It captures the very essence of God, in God’s abundant and extravagant generosity and grace, twelve and seven baskets full of bread left over.

And it captures the very essence of us his disciples, who don’t get it, even after we have seen first hand, God’s miraculous work in our lives.

As a good rabbi, I would like to offer some commentary about this classic story.

Jesus can work miracles with five loaves and two fish. That is at the heart of the story, that the little boy brought his meager gifts to Jesus, his five loaves and two fish, and look what mighty miracles God did with them. And God wants to do the same with us; that we bring our meager gifts to God, our five loaves and two fish, our meager and ordinary talents and gifts, we bring the simplicity of who we are to God, and look what mighty miracles God can do with our little lives.

The key for me is that the little boy surrendered his meager gifts to Christ, and at the heart of the story today is the implied invitation for us to surrender our little gifts, the gift of our little lives to Christ, and then see what mighty miracles God can do in and through us. That’s what God wants from you and me, to surrender, to give the gifts of our little lives to him.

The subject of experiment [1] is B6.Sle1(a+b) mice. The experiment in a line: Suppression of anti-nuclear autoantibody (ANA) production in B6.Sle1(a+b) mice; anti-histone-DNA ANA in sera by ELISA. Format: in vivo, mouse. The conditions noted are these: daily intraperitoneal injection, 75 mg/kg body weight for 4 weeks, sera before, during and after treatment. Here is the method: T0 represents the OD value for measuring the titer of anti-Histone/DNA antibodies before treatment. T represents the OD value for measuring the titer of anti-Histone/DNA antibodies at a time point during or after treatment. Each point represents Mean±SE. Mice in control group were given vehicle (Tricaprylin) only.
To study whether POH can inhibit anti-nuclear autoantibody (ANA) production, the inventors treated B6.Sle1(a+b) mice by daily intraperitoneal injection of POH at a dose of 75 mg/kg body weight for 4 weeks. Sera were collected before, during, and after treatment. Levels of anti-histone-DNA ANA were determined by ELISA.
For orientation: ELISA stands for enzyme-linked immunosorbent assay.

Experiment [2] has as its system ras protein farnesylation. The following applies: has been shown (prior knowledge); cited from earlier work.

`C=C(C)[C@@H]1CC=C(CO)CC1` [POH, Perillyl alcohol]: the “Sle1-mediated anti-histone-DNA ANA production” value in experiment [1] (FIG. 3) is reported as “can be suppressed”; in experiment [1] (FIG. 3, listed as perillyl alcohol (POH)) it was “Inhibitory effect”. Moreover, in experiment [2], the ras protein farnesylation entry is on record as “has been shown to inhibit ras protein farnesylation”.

God can use your inadequacies and mine and work mighty miracles through them.

Implied in the story is this question: Have you surrendered your five loaves and two fish to Christ? Have you surrendered the meagerness of who you are to Christ? You would be amazed at what mighty miracles God can do with your meager self when you have surrendered who you are to Christ? The question is persistent when the memory of this story lingers on: “Have you surrendered? Have I?” Like the little boy did.

Sometimes people ask about this story: “How did he do it? How did Christ feed all those people with so little food, with merely five loaves and two fish?” I like what one commentator suggested: Some people want Jesus to work a transformation of the loaves, so that the loaves continually multiply, endlessly, so that the loaves themselves experience transformation and become an endless supply of bread.

But others suggest that what was really transformed were the selfish hearts of five thousand men; that when these five thousand men saw the example of the little boy giving Jesus his five loaves of bread and two fish, these men were inspired to look inside their coats and share the food that they brought with them, food that had been hidden inside their clothing. The real transformation then, was not of the loaves, but of five thousand selfish hearts. The Bible says: “A little child shall lead them.”